Food Firms Fret Over Potential Impact of Climate Bill
Coalition, Including Agricultural Giants, Plans to Draw Attention to Concerns That Legislation Could Lead to Higher Food Prices
By LAUREN ETTER
Some of the nation's biggest food and agriculture companies are planning to release a flurry of studies in coming weeks that scrutinize the potential impact of climate-change legislation, warning that it could lead to higher food prices.
A group of agriculture giants including Cargill Inc., along with meat company Tyson Foods Inc. and food maker General Mills Inc., is concerned the companies might bear a disproportionate share of the costs of such legislation, according to a memo reviewed by The Wall Street Journal.
The group also is worried that a House bill passed in July doesn't provide sufficient incentives for food and agricultural companies to receive and generate carbon credits to offset their carbon emissions.
The meat industry is anxious that the legislation might put restrictions on the ability of livestock operations to generate carbon credits that could offset their greenhouse gas emissions. Livestock and food companies emit greenhouse gases in a number of ways, including using trucks to transport food and slaughterhouses that run on natural gas.
But the big food and agriculture companies feel they came up short. In a letter sent last month to Sens. Barbara Boxer, the California Democrat, and Republican James Inhofe of Oklahoma, the coalition said the House bill "will increase food and feed prices and reduce the international competitiveness of our businesses."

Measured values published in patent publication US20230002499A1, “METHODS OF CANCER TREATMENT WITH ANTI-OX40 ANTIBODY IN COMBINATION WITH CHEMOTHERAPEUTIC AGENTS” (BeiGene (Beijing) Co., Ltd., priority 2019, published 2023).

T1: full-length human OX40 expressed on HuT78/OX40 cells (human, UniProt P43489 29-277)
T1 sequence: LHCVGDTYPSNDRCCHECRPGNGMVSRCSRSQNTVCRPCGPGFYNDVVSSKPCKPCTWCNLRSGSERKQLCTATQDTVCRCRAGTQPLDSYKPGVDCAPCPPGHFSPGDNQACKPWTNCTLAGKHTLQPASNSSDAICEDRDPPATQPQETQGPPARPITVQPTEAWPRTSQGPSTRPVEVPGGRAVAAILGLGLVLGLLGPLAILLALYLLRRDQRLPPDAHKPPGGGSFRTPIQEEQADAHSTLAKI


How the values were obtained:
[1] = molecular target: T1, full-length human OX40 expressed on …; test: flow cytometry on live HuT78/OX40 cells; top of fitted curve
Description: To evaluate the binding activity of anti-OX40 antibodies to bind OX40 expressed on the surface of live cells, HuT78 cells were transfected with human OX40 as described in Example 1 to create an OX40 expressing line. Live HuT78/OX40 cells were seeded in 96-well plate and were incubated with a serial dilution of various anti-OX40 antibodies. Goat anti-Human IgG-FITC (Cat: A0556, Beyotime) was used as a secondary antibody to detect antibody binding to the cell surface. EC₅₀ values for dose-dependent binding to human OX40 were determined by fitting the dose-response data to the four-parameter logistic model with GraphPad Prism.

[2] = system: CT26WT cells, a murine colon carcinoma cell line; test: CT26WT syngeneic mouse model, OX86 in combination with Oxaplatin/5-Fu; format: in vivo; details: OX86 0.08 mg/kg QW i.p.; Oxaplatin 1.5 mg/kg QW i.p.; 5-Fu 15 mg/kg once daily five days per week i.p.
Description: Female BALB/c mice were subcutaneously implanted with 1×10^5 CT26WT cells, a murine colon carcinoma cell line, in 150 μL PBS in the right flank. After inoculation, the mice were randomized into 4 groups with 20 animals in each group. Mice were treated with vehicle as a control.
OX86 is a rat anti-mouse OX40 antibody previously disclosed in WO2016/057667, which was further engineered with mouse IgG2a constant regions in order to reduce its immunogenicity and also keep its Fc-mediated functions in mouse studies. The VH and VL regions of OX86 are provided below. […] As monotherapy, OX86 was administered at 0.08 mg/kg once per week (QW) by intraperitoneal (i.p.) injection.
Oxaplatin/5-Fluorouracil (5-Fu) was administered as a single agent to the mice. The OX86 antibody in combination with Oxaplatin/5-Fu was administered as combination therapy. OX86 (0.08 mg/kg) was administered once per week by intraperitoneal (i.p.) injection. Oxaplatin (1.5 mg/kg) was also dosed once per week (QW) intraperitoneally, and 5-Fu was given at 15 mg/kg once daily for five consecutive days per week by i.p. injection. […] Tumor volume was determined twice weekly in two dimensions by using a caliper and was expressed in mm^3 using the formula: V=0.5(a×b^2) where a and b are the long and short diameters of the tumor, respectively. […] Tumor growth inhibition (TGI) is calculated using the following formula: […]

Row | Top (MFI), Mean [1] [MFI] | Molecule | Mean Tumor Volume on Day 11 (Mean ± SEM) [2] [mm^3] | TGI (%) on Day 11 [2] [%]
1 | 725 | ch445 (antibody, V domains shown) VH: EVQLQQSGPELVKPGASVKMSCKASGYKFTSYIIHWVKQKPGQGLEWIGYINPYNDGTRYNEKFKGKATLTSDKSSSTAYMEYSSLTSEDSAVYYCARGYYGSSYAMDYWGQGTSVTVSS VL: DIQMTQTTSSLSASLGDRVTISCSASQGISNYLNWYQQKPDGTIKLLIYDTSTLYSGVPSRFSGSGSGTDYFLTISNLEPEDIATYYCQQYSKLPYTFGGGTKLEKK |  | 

The letter said Congress "must take extreme care to avoid adverse impacts on food security, prices, safety, and accessibility to necessary consumer products." The letter also criticized the House bill for failing to provide transitional assistance to "low-income households struggling with rising food prices." Read More
The concern over the impact of climate change legislation continues to grow. More companies and people are starting to see how much this could cost every single one of us. And what is the benefit? They are trying to force a solution, that might not work, on a problem that might not exist. I would encourage people to ask their Senators if the goal of this legislation is to stop the climate from changing and will it be considered a failure if it doesn’t. You might also remind them that the climate has been changing since the beginning of time.